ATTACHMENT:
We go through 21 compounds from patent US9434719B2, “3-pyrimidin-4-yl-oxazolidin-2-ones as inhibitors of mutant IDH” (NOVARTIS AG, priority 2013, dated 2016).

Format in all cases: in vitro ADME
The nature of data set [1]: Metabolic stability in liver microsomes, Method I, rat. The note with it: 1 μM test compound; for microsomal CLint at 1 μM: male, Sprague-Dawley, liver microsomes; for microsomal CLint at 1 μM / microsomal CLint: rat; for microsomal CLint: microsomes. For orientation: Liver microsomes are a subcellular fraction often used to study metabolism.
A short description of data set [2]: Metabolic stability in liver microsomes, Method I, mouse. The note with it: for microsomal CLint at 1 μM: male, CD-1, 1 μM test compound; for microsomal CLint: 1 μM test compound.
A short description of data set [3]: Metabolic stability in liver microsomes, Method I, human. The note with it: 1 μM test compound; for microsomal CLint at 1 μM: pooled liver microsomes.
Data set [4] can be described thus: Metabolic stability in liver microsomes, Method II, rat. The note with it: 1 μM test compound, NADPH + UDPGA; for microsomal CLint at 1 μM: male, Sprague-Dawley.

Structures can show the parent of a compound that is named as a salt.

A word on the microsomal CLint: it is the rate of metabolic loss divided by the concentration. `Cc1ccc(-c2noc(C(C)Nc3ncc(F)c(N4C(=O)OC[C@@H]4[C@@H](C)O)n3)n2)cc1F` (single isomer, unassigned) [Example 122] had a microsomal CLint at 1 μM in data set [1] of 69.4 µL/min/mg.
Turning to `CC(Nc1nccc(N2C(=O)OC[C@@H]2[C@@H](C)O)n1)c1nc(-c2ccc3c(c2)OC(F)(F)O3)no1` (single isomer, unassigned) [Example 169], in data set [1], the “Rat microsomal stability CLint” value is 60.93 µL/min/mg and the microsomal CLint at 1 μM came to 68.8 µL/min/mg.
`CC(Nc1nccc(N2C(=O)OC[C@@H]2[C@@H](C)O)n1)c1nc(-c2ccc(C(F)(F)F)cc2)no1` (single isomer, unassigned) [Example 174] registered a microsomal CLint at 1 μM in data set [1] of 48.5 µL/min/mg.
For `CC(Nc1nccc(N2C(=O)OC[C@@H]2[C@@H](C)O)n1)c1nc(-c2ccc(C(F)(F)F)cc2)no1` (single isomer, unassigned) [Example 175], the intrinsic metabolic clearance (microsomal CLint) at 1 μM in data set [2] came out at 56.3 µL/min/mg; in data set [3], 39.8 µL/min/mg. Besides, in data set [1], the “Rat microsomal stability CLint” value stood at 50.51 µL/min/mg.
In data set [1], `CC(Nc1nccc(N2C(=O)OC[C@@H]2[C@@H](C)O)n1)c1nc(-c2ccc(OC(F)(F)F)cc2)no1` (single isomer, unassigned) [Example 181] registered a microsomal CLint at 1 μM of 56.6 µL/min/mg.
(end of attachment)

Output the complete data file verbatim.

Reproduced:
We go through 21 compounds from patent US9434719B2, “3-pyrimidin-4-yl-oxazolidin-2-ones as inhibitors of mutant IDH” (NOVARTIS AG, priority 2013, dated 2016).

Format in all cases: in vitro ADME
The nature of data set [1]: Metabolic stability in liver microsomes, Method I, rat. The note with it: 1 μM test compound; for microsomal CLint at 1 μM: male, Sprague-Dawley, liver microsomes; for microsomal CLint at 1 μM / microsomal CLint: rat; for microsomal CLint: microsomes. For orientation: Liver microsomes are a subcellular fraction often used to study metabolism.
A short description of data set [2]: Metabolic stability in liver microsomes, Method I, mouse. The note with it: for microsomal CLint at 1 μM: male, CD-1, 1 μM test compound; for microsomal CLint: 1 μM test compound.
A short description of data set [3]: Metabolic stability in liver microsomes, Method I, human. The note with it: 1 μM test compound; for microsomal CLint at 1 μM: pooled liver microsomes.
Data set [4] can be described thus: Metabolic stability in liver microsomes, Method II, rat. The note with it: 1 μM test compound, NADPH + UDPGA; for microsomal CLint at 1 μM: male, Sprague-Dawley.

Structures can show the parent of a compound that is named as a salt.

A word on the microsomal CLint: it is the rate of metabolic loss divided by the concentration. `Cc1ccc(-c2noc(C(C)Nc3ncc(F)c(N4C(=O)OC[C@@H]4[C@@H](C)O)n3)n2)cc1F` (single isomer, unassigned) [Example 122] had a microsomal CLint at 1 μM in data set [1] of 69.4 µL/min/mg.
Turning to `CC(Nc1nccc(N2C(=O)OC[C@@H]2[C@@H](C)O)n1)c1nc(-c2ccc3c(c2)OC(F)(F)O3)no1` (single isomer, unassigned) [Example 169], in data set [1], the “Rat microsomal stability CLint” value is 60.93 µL/min/mg and the microsomal CLint at 1 μM came to 68.8 µL/min/mg.
`CC(Nc1nccc(N2C(=O)OC[C@@H]2[C@@H](C)O)n1)c1nc(-c2ccc(C(F)(F)F)cc2)no1` (single isomer, unassigned) [Example 174] registered a microsomal CLint at 1 μM in data set [1] of 48.5 µL/min/mg.
For `CC(Nc1nccc(N2C(=O)OC[C@@H]2[C@@H](C)O)n1)c1nc(-c2ccc(C(F)(F)F)cc2)no1` (single isomer, unassigned) [Example 175], the intrinsic metabolic clearance (microsomal CLint) at 1 μM in data set [2] came out at 56.3 µL/min/mg; in data set [3], 39.8 µL/min/mg. Besides, in data set [1], the “Rat microsomal stability CLint” value stood at 50.51 µL/min/mg.
In data set [1], `CC(Nc1nccc(N2C(=O)OC[C@@H]2[C@@H](C)O)n1)c1nc(-c2ccc(OC(F)(F)F)cc2)no1` (single isomer, unassigned) [Example 181] registered a microsomal CLint at 1 μM of 56.6 µL/min/mg.